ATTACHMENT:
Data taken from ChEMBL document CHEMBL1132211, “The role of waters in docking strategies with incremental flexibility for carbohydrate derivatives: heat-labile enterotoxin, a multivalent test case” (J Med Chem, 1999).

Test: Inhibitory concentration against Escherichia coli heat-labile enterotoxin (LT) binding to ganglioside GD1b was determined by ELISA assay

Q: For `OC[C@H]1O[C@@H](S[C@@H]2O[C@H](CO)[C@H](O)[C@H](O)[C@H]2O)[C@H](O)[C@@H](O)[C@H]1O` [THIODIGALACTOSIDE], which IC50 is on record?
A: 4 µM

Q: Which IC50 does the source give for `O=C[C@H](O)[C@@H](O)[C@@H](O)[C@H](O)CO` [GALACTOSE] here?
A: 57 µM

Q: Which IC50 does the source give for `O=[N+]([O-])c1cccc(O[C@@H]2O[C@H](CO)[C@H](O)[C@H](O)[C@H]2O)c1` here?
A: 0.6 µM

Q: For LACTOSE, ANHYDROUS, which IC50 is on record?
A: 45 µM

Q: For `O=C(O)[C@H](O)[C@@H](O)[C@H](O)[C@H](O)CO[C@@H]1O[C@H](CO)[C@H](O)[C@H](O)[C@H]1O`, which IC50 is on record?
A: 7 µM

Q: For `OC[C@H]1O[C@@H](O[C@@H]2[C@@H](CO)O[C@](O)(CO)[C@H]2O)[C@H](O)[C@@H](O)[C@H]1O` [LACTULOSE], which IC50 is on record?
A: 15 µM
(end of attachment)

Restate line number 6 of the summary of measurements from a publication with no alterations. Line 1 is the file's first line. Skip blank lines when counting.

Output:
A: 57 µM